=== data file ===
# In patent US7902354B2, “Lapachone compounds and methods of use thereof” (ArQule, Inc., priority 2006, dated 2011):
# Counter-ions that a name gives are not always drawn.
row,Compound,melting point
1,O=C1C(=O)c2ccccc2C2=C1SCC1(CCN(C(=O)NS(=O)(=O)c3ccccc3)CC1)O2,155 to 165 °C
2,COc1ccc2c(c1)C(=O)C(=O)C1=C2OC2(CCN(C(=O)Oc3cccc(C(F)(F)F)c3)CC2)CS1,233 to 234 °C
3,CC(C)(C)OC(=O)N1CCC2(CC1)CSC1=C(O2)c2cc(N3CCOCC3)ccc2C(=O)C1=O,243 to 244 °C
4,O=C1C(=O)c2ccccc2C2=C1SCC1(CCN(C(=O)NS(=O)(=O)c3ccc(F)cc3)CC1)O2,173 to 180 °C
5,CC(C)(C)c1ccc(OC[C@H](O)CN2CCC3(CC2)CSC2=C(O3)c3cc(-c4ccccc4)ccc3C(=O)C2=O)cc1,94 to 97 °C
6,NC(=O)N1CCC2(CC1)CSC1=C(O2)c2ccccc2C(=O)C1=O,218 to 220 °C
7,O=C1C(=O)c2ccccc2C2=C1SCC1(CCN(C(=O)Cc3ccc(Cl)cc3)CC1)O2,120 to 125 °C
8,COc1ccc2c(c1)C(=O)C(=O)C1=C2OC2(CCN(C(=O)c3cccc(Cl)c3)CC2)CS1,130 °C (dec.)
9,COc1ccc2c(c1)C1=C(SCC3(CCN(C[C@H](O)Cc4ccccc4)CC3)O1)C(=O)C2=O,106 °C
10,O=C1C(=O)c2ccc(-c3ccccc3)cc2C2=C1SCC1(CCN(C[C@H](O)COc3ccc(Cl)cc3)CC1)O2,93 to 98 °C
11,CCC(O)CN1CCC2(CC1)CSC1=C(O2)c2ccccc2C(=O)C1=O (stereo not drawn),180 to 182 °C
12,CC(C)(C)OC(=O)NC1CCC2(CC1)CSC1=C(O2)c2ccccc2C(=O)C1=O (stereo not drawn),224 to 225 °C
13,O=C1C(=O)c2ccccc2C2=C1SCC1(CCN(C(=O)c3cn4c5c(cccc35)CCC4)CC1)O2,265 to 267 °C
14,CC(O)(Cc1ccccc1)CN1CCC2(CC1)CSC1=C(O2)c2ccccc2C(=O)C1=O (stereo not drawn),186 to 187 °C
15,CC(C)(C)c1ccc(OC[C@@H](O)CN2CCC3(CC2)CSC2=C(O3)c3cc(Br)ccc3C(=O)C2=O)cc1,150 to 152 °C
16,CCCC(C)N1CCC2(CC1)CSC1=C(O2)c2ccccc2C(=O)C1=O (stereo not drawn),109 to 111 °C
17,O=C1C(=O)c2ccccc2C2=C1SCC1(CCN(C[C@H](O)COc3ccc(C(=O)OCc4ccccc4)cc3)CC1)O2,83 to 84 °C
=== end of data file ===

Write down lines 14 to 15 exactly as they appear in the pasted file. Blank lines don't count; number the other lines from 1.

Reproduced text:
11,CCC(O)CN1CCC2(CC1)CSC1=C(O2)c2ccccc2C(=O)C1=O (stereo not drawn),180 to 182 °C
12,CC(C)(C)OC(=O)NC1CCC2(CC1)CSC1=C(O2)c2ccccc2C(=O)C1=O (stereo not drawn),224 to 225 °C